This kind of astrology is engaged in meta-prediction of the time of certain events that might occur according to the diagnosis and forecast of a horoscope chart (solar, lunar, or any other). Horary astrology is very useful and can give you clear answers to questions in such fields where other astrological methods may fail.
Marion March and Joan McEvers, the authors of a well-known textbook, rightly note that “the simplest and most direct paths bring the best results.” The sources of knowledge in the field of horary astrology for Marion March and Joan McEvers, by their own admission, were the works of such authors as Robert de Luis, Geraldine Davis, William Lilly.
The Ideological Framework for the Horary Charts Approach
Horary astrology explores the point of time when a question arises. This kind of astrology answers any question of a person and uses the point of time when an astrologer hears the question and understands what the person is talking about for this purpose.
This branch of astrology is the most successful when used for specific and well-defined issues. If a question is vague, thoughtless or incorrectly formulated, it cannot be answered correctly. If the question is insincere, or it is asked for fun, then it is better not to answer. But if the question is genuine and arises from a real need to learn and understand something, the chart always reflects the question and provides an answer.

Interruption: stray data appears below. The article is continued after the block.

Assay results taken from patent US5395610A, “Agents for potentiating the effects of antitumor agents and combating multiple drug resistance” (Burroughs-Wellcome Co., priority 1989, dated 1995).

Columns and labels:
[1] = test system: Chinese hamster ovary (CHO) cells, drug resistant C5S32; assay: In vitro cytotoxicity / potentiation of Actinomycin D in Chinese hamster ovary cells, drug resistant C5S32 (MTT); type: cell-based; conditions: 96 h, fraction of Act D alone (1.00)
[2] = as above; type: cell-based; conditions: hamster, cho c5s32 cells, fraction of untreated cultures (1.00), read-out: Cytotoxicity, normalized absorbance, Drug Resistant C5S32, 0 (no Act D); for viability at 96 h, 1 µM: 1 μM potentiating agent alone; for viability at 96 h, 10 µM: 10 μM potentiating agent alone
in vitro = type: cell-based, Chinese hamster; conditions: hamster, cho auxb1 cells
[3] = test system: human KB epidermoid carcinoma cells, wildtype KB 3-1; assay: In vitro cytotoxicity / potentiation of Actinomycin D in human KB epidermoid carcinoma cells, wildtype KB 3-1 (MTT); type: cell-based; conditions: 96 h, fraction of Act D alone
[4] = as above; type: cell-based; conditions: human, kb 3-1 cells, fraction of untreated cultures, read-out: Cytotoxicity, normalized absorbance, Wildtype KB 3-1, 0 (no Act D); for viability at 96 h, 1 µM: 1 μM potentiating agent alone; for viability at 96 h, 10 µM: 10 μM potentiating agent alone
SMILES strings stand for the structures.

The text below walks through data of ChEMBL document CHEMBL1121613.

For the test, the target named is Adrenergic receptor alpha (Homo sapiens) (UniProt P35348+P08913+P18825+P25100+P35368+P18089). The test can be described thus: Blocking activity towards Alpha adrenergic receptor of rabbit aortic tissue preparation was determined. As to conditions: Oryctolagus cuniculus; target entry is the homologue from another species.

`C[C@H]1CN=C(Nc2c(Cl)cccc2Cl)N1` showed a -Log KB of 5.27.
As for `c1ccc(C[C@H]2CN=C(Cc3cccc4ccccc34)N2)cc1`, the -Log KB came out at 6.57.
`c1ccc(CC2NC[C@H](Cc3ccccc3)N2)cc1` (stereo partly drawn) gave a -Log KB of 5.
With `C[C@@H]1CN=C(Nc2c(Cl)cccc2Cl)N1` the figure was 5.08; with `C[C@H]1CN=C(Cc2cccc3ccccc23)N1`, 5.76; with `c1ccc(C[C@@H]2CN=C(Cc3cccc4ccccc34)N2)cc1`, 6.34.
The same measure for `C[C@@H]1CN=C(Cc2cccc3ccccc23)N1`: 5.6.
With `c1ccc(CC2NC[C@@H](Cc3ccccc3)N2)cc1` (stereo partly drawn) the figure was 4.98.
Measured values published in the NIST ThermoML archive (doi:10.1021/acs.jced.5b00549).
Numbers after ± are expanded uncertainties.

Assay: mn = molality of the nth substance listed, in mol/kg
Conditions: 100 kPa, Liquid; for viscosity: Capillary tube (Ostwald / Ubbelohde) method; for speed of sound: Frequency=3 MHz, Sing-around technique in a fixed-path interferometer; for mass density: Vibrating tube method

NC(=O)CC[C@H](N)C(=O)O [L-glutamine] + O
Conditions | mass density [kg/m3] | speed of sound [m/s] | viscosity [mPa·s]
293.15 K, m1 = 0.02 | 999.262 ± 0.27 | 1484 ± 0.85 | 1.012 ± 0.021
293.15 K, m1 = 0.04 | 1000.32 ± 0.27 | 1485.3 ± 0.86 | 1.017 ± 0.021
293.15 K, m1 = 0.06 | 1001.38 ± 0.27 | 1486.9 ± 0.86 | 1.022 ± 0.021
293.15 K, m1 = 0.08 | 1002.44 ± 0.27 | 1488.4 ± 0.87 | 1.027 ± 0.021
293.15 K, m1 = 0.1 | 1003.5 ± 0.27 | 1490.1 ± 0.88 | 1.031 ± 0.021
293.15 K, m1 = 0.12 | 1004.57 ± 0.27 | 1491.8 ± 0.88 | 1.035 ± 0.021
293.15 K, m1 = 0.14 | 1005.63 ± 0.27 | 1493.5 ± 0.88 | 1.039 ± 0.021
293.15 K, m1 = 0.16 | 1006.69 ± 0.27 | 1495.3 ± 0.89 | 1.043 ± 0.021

Interpreting a horary chart is not difficult, but it takes time to learn some rules that differ from the rules of modern natal astrology. We use psychological, humanistic and, sometimes, philosophical and even spiritual approaches in classical astrology. When calculating something like Part of Fortune, we know that free will plays a major role and that a person has the choice to use the motives symbolized by the position of the planets either constructively or destructively. It is different in horary astrology. Elective and horary ones are very stereotyped, just like mundane astrology. Black is black and white is white, and there are no shades of gray. The classic “destructive” planets (Mars, Saturn, Pluto) are negative omens, and the “beneficent” planets (Venus, Sun, and Jupiter) are positive ones in this astrology. Mercury, Uranus, Moon, and Neptune can be negative or positive depending on the topic of the issue, as well as their aspects.
The main rule of horary astrology (there are a lot of them) is to be sure that the question is shaped in your mind and you note the exact time of its occurrence or, if you are an astrologer-consultant, the exact time when you understand what your client is asking. If you reflect on a situation for hours or days, it may not be wise to ask a question since it is impossible to say what planet ruled the hour when you first stumbled upon the idea. This doesn’t mean that simply because you have a problem with specifying the planetary hour, you cannot ask the question; just try to mark the exact point in time when the complete or precisely formulated question first took shape in your mind.
Don’t ask questions because you have nothing to do, just for fun. The chart will not give the correct answer in this case.
Rules Applicable to All Horary Charts